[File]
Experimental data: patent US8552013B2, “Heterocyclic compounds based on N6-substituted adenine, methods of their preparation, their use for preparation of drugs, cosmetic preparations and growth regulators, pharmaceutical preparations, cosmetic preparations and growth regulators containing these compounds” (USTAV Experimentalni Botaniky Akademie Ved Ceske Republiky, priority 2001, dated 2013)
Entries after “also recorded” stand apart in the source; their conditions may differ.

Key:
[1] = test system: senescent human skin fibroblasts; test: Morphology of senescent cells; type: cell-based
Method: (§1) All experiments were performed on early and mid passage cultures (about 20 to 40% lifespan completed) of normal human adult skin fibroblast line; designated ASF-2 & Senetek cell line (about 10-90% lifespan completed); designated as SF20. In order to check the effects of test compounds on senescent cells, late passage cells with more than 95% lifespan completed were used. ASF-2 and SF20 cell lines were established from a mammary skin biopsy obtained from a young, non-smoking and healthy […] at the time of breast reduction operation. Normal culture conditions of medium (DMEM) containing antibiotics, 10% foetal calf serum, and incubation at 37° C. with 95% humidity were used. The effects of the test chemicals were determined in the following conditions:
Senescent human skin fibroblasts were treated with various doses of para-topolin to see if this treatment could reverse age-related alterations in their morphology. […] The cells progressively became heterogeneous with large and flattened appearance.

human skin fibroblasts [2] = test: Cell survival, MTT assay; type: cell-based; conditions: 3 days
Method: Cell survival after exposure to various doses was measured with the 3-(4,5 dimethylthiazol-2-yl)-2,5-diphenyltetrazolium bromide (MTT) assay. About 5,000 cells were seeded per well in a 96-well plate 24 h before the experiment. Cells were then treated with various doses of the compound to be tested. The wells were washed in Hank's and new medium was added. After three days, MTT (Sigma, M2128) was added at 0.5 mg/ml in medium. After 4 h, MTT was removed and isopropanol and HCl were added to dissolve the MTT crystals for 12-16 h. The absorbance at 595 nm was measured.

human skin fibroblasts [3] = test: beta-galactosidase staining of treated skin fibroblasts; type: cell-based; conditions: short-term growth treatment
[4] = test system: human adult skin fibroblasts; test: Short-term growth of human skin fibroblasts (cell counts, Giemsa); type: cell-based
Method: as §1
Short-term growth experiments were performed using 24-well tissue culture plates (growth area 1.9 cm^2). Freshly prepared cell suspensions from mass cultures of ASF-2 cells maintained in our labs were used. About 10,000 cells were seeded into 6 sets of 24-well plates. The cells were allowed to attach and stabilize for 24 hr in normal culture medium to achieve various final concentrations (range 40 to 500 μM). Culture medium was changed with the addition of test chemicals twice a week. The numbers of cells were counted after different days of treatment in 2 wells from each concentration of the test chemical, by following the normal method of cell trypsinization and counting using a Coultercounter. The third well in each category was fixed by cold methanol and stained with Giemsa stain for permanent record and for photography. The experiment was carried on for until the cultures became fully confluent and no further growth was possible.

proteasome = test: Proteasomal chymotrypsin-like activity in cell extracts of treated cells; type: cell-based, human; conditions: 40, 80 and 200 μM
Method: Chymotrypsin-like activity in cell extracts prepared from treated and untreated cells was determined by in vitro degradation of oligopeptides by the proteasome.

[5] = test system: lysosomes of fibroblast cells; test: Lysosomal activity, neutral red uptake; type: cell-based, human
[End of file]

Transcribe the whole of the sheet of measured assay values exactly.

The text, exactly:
Experimental data: patent US8552013B2, “Heterocyclic compounds based on N6-substituted adenine, methods of their preparation, their use for preparation of drugs, cosmetic preparations and growth regulators, pharmaceutical preparations, cosmetic preparations and growth regulators containing these compounds” (USTAV Experimentalni Botaniky Akademie Ved Ceske Republiky, priority 2001, dated 2013)
Entries after “also recorded” stand apart in the source; their conditions may differ.

Key:
[1] = test system: senescent human skin fibroblasts; test: Morphology of senescent cells; type: cell-based
Method: (§1) All experiments were performed on early and mid passage cultures (about 20 to 40% lifespan completed) of normal human adult skin fibroblast line; designated ASF-2 & Senetek cell line (about 10-90% lifespan completed); designated as SF20. In order to check the effects of test compounds on senescent cells, late passage cells with more than 95% lifespan completed were used. ASF-2 and SF20 cell lines were established from a mammary skin biopsy obtained from a young, non-smoking and healthy […] at the time of breast reduction operation. Normal culture conditions of medium (DMEM) containing antibiotics, 10% foetal calf serum, and incubation at 37° C. with 95% humidity were used. The effects of the test chemicals were determined in the following conditions:
Senescent human skin fibroblasts were treated with various doses of para-topolin to see if this treatment could reverse age-related alterations in their morphology. […] The cells progressively became heterogeneous with large and flattened appearance.

human skin fibroblasts [2] = test: Cell survival, MTT assay; type: cell-based; conditions: 3 days
Method: Cell survival after exposure to various doses was measured with the 3-(4,5 dimethylthiazol-2-yl)-2,5-diphenyltetrazolium bromide (MTT) assay. About 5,000 cells were seeded per well in a 96-well plate 24 h before the experiment. Cells were then treated with various doses of the compound to be tested. The wells were washed in Hank's and new medium was added. After three days, MTT (Sigma, M2128) was added at 0.5 mg/ml in medium. After 4 h, MTT was removed and isopropanol and HCl were added to dissolve the MTT crystals for 12-16 h. The absorbance at 595 nm was measured.

human skin fibroblasts [3] = test: beta-galactosidase staining of treated skin fibroblasts; type: cell-based; conditions: short-term growth treatment
[4] = test system: human adult skin fibroblasts; test: Short-term growth of human skin fibroblasts (cell counts, Giemsa); type: cell-based
Method: as §1
Short-term growth experiments were performed using 24-well tissue culture plates (growth area 1.9 cm^2). Freshly prepared cell suspensions from mass cultures of ASF-2 cells maintained in our labs were used. About 10,000 cells were seeded into 6 sets of 24-well plates. The cells were allowed to attach and stabilize for 24 hr in normal culture medium to achieve various final concentrations (range 40 to 500 μM). Culture medium was changed with the addition of test chemicals twice a week. The numbers of cells were counted after different days of treatment in 2 wells from each concentration of the test chemical, by following the normal method of cell trypsinization and counting using a Coultercounter. The third well in each category was fixed by cold methanol and stained with Giemsa stain for permanent record and for photography. The experiment was carried on for until the cultures became fully confluent and no further growth was possible.

proteasome = test: Proteasomal chymotrypsin-like activity in cell extracts of treated cells; type: cell-based, human; conditions: 40, 80 and 200 μM
Method: Chymotrypsin-like activity in cell extracts prepared from treated and untreated cells was determined by in vitro degradation of oligopeptides by the proteasome.

[5] = test system: lysosomes of fibroblast cells; test: Lysosomal activity, neutral red uptake; type: cell-based, human